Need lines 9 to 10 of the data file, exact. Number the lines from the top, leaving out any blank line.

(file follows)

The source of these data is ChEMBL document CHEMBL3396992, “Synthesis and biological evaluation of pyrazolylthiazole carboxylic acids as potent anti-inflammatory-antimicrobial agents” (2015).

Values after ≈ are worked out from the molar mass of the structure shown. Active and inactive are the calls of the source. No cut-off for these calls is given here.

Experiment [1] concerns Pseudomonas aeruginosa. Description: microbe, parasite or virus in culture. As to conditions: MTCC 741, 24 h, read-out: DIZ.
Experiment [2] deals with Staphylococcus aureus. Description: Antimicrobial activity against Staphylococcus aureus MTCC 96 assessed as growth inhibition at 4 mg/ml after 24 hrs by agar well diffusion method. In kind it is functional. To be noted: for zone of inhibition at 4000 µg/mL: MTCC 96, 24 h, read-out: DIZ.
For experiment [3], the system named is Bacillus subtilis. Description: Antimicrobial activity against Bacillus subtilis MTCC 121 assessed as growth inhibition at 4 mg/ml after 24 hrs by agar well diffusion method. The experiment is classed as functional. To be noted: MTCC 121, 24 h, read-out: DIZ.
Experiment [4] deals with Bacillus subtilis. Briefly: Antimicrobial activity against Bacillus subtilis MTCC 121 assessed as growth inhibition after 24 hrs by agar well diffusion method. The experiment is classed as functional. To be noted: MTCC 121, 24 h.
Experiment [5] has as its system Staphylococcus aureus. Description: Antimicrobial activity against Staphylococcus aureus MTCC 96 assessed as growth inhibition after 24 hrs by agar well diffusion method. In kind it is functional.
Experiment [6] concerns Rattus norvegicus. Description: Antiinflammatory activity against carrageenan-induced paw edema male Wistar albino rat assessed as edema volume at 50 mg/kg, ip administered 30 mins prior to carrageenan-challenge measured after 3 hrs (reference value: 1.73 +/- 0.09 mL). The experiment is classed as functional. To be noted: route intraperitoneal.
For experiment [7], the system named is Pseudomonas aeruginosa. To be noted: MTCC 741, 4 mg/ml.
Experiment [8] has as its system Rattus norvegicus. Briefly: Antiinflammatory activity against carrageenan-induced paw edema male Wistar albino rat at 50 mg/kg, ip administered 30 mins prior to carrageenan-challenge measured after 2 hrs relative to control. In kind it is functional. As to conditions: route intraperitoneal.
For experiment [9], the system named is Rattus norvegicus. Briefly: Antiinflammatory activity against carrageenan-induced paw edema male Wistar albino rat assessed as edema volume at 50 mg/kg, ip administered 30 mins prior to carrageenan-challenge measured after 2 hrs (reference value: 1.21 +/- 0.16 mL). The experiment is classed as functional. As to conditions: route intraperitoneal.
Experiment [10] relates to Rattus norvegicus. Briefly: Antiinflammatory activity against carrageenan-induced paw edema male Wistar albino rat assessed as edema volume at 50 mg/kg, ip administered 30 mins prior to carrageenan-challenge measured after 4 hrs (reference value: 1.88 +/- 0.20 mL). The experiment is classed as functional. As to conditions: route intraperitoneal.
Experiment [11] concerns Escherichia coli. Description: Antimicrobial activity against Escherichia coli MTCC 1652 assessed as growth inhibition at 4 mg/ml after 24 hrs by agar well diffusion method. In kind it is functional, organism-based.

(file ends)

For experiment [7], the system named is Pseudomonas aeruginosa. To be noted: MTCC 741, 4 mg/ml.
Experiment [8] has as its system Rattus norvegicus. Briefly: Antiinflammatory activity against carrageenan-induced paw edema male Wistar albino rat at 50 mg/kg, ip administered 30 mins prior to carrageenan-challenge measured after 2 hrs relative to control. In kind it is functional. As to conditions: route intraperitoneal.